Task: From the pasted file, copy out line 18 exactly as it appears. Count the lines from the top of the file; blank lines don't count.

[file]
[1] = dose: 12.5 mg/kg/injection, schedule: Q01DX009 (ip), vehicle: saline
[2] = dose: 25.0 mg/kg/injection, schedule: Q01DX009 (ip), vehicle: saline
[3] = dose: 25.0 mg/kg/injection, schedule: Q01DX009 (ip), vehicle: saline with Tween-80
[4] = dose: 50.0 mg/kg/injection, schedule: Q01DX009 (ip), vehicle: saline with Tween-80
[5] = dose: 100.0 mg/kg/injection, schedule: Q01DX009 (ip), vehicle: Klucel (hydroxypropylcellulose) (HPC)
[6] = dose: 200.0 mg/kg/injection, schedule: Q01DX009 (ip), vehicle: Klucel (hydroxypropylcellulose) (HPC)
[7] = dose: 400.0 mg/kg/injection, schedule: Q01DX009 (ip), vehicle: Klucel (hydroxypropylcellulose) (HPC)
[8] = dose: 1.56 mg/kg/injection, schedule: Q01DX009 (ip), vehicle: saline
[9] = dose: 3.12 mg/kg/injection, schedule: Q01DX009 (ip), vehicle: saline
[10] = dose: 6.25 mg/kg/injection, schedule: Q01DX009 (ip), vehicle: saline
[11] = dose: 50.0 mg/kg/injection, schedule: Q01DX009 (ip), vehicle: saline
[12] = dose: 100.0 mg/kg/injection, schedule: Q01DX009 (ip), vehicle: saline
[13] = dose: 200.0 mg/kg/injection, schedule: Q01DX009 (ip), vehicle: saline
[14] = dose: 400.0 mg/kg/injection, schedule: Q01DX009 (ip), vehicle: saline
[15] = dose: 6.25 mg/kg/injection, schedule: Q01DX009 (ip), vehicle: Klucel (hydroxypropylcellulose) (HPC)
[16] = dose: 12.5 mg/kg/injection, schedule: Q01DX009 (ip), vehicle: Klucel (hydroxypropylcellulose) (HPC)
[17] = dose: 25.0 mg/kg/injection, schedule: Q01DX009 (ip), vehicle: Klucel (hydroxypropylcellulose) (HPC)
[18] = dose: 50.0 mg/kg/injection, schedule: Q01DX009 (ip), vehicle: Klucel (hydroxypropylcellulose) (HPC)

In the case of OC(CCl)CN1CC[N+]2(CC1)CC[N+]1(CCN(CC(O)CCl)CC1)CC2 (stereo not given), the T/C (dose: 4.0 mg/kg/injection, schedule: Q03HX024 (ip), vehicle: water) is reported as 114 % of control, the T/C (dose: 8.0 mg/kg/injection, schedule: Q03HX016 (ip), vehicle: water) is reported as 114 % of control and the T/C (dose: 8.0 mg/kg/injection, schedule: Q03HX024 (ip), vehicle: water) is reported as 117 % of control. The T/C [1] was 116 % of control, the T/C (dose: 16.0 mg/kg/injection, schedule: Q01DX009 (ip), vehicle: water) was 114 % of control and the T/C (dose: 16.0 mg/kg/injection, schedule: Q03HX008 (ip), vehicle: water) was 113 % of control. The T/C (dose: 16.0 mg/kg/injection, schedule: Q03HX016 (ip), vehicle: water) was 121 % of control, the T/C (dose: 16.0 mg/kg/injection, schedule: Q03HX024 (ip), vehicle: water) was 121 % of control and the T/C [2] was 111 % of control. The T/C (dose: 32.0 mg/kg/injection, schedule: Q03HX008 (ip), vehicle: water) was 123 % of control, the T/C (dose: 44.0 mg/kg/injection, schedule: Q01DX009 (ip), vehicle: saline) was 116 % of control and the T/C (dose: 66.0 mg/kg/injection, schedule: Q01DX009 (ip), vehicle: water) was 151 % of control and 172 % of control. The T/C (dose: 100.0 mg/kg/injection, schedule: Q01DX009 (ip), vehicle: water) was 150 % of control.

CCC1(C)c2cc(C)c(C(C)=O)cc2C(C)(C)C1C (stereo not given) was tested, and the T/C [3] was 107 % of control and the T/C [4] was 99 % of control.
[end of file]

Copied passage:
[18] = dose: 50.0 mg/kg/injection, schedule: Q01DX009 (ip), vehicle: Klucel (hydroxypropylcellulose) (HPC)